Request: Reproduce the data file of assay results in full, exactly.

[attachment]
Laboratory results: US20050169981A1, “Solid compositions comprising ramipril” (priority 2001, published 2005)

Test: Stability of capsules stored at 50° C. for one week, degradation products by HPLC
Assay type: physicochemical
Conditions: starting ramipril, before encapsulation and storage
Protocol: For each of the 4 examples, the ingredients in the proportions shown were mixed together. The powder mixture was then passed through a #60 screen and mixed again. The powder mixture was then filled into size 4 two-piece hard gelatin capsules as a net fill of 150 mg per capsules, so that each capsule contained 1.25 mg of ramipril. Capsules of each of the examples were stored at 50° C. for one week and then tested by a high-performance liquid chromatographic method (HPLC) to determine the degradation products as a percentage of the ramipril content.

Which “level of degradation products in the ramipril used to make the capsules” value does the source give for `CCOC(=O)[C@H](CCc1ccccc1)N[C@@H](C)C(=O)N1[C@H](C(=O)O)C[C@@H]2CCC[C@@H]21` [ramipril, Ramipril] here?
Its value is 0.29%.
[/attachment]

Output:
Laboratory results: US20050169981A1, “Solid compositions comprising ramipril” (priority 2001, published 2005)

Test: Stability of capsules stored at 50° C. for one week, degradation products by HPLC
Assay type: physicochemical
Conditions: starting ramipril, before encapsulation and storage
Protocol: For each of the 4 examples, the ingredients in the proportions shown were mixed together. The powder mixture was then passed through a #60 screen and mixed again. The powder mixture was then filled into size 4 two-piece hard gelatin capsules as a net fill of 150 mg per capsules, so that each capsule contained 1.25 mg of ramipril. Capsules of each of the examples were stored at 50° C. for one week and then tested by a high-performance liquid chromatographic method (HPLC) to determine the degradation products as a percentage of the ramipril content.

Which “level of degradation products in the ramipril used to make the capsules” value does the source give for `CCOC(=O)[C@H](CCc1ccccc1)N[C@@H](C)C(=O)N1[C@H](C(=O)O)C[C@@H]2CCC[C@@H]21` [ramipril, Ramipril] here?
Its value is 0.29%.